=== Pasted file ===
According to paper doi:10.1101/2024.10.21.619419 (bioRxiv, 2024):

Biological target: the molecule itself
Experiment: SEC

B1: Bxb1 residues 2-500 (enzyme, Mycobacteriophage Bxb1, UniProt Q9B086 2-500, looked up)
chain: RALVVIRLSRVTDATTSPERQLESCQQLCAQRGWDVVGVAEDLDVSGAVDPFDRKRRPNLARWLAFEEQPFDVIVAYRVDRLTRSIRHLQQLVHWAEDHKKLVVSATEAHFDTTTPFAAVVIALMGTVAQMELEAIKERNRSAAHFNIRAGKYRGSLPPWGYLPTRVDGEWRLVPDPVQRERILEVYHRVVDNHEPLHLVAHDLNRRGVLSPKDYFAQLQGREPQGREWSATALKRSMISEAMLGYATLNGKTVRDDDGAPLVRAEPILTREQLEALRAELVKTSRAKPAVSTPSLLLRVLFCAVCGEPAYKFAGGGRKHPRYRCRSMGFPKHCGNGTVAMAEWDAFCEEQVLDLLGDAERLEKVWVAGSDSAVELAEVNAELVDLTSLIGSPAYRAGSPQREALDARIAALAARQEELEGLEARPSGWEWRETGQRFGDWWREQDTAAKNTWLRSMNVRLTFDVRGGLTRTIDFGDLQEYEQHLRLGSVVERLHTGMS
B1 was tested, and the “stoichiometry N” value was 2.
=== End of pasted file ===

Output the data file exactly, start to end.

According to paper doi:10.1101/2024.10.21.619419 (bioRxiv, 2024):

Biological target: the molecule itself
Experiment: SEC

B1: Bxb1 residues 2-500 (enzyme, Mycobacteriophage Bxb1, UniProt Q9B086 2-500, looked up)
chain: RALVVIRLSRVTDATTSPERQLESCQQLCAQRGWDVVGVAEDLDVSGAVDPFDRKRRPNLARWLAFEEQPFDVIVAYRVDRLTRSIRHLQQLVHWAEDHKKLVVSATEAHFDTTTPFAAVVIALMGTVAQMELEAIKERNRSAAHFNIRAGKYRGSLPPWGYLPTRVDGEWRLVPDPVQRERILEVYHRVVDNHEPLHLVAHDLNRRGVLSPKDYFAQLQGREPQGREWSATALKRSMISEAMLGYATLNGKTVRDDDGAPLVRAEPILTREQLEALRAELVKTSRAKPAVSTPSLLLRVLFCAVCGEPAYKFAGGGRKHPRYRCRSMGFPKHCGNGTVAMAEWDAFCEEQVLDLLGDAERLEKVWVAGSDSAVELAEVNAELVDLTSLIGSPAYRAGSPQREALDARIAALAARQEELEGLEARPSGWEWRETGQRFGDWWREQDTAAKNTWLRSMNVRLTFDVRGGLTRTIDFGDLQEYEQHLRLGSVVERLHTGMS
B1 was tested, and the “stoichiometry N” value was 2.